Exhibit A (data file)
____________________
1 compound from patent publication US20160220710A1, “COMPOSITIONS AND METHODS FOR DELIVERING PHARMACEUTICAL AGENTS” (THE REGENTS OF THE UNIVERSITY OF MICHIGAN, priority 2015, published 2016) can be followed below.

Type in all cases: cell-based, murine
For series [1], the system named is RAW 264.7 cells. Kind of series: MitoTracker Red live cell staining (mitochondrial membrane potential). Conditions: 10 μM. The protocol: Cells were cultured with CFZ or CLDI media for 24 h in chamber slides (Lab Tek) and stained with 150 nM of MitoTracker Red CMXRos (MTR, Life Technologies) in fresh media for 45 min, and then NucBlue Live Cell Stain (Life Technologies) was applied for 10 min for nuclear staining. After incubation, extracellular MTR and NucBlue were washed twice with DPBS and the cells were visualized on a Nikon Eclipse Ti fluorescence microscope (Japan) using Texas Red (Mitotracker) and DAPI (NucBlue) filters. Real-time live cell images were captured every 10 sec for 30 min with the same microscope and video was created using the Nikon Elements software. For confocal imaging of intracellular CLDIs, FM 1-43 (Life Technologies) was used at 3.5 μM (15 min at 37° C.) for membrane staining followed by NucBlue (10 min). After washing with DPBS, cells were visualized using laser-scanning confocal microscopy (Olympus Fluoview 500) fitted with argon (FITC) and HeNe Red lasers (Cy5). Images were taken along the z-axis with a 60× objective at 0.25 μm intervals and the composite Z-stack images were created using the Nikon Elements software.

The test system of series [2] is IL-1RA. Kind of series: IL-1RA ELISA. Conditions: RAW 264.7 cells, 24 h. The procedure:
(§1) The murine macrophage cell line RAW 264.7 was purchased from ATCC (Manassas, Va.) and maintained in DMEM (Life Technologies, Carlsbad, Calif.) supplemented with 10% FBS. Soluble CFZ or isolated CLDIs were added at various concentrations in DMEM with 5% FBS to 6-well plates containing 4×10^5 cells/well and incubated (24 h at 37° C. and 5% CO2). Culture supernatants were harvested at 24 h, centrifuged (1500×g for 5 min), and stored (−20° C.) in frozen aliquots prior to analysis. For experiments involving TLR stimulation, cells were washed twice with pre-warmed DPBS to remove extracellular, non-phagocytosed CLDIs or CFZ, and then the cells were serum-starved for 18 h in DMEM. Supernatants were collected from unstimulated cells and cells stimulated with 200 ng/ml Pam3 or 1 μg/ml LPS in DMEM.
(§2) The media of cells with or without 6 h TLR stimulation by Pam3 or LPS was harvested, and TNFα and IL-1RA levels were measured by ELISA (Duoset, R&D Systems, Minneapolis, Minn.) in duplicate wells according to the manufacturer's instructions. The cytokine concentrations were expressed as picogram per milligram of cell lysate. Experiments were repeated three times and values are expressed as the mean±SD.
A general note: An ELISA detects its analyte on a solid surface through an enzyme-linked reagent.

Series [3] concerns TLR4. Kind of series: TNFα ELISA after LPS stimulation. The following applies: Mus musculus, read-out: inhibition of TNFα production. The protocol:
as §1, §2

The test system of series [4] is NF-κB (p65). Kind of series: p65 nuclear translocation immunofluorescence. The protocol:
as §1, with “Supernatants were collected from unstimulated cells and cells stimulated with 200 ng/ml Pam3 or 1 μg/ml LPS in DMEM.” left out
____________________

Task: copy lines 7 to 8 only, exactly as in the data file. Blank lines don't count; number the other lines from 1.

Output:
A general note: An ELISA detects its analyte on a solid surface through an enzyme-linked reagent.

Series [3] concerns TLR4. Kind of series: TNFα ELISA after LPS stimulation. The following applies: Mus musculus, read-out: inhibition of TNFα production. The protocol: